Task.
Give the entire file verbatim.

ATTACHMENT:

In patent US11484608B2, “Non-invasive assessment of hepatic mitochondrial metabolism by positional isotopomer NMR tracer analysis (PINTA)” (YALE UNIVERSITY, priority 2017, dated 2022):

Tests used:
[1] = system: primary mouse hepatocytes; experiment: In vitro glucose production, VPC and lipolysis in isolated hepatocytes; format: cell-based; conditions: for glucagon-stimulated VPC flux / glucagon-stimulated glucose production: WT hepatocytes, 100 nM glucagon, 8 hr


In patent US11484608B2, “Non-invasive assessment of hepatic mitochondrial metabolism by positional isotopomer NMR tracer analysis (PINTA)” (YALE UNIVERSITY, priority 2017, dated 2022):

Tests used:
[1] = system: primary mouse hepatocytes; experiment: In vitro glucose production, VPC and lipolysis in isolated hepatocytes; format: cell-based; conditions: for glucagon-stimulated VPC flux / glucagon-stimulated glucose production: WT hepatocytes, 100 nM glucagon, 8 hr